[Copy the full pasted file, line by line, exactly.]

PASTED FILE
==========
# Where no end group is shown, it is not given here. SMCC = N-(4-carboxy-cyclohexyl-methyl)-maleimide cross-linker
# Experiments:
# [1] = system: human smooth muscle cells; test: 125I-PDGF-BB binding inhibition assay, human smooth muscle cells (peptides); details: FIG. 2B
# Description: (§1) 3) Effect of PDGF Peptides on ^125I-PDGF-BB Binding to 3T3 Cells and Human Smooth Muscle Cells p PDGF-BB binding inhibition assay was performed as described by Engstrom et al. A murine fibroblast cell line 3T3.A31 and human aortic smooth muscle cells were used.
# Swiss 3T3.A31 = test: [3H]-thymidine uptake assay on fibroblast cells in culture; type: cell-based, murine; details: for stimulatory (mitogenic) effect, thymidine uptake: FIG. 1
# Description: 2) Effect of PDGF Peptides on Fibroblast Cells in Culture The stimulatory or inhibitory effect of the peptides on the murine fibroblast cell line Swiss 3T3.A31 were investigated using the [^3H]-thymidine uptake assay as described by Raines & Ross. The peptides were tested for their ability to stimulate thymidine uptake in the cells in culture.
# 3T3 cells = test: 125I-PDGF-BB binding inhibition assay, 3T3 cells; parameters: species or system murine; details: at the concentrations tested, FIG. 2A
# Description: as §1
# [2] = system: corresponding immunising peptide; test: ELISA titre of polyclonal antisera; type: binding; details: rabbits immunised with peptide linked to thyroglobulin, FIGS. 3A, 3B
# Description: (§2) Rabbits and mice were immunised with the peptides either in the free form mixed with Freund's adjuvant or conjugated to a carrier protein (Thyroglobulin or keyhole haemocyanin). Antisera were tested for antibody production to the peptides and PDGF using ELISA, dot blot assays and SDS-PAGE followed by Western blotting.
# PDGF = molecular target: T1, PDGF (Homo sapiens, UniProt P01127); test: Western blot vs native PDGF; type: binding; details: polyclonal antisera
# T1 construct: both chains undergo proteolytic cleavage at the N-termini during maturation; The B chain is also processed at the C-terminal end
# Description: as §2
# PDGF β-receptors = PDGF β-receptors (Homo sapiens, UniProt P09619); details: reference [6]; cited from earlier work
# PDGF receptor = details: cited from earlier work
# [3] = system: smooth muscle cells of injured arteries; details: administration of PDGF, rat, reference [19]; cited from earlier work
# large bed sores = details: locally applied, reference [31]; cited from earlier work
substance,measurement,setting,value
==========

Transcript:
# Where no end group is shown, it is not given here. SMCC = N-(4-carboxy-cyclohexyl-methyl)-maleimide cross-linker
# Experiments:
# [1] = system: human smooth muscle cells; test: 125I-PDGF-BB binding inhibition assay, human smooth muscle cells (peptides); details: FIG. 2B
# Description: (§1) 3) Effect of PDGF Peptides on ^125I-PDGF-BB Binding to 3T3 Cells and Human Smooth Muscle Cells p PDGF-BB binding inhibition assay was performed as described by Engstrom et al. A murine fibroblast cell line 3T3.A31 and human aortic smooth muscle cells were used.
# Swiss 3T3.A31 = test: [3H]-thymidine uptake assay on fibroblast cells in culture; type: cell-based, murine; details: for stimulatory (mitogenic) effect, thymidine uptake: FIG. 1
# Description: 2) Effect of PDGF Peptides on Fibroblast Cells in Culture The stimulatory or inhibitory effect of the peptides on the murine fibroblast cell line Swiss 3T3.A31 were investigated using the [^3H]-thymidine uptake assay as described by Raines & Ross. The peptides were tested for their ability to stimulate thymidine uptake in the cells in culture.
# 3T3 cells = test: 125I-PDGF-BB binding inhibition assay, 3T3 cells; parameters: species or system murine; details: at the concentrations tested, FIG. 2A
# Description: as §1
# [2] = system: corresponding immunising peptide; test: ELISA titre of polyclonal antisera; type: binding; details: rabbits immunised with peptide linked to thyroglobulin, FIGS. 3A, 3B
# Description: (§2) Rabbits and mice were immunised with the peptides either in the free form mixed with Freund's adjuvant or conjugated to a carrier protein (Thyroglobulin or keyhole haemocyanin). Antisera were tested for antibody production to the peptides and PDGF using ELISA, dot blot assays and SDS-PAGE followed by Western blotting.
# PDGF = molecular target: T1, PDGF (Homo sapiens, UniProt P01127); test: Western blot vs native PDGF; type: binding; details: polyclonal antisera
# T1 construct: both chains undergo proteolytic cleavage at the N-termini during maturation; The B chain is also processed at the C-terminal end
# Description: as §2
# PDGF β-receptors = PDGF β-receptors (Homo sapiens, UniProt P09619); details: reference [6]; cited from earlier work
# PDGF receptor = details: cited from earlier work
# [3] = system: smooth muscle cells of injured arteries; details: administration of PDGF, rat, reference [19]; cited from earlier work
# large bed sores = details: locally applied, reference [31]; cited from earlier work
substance,measurement,setting,value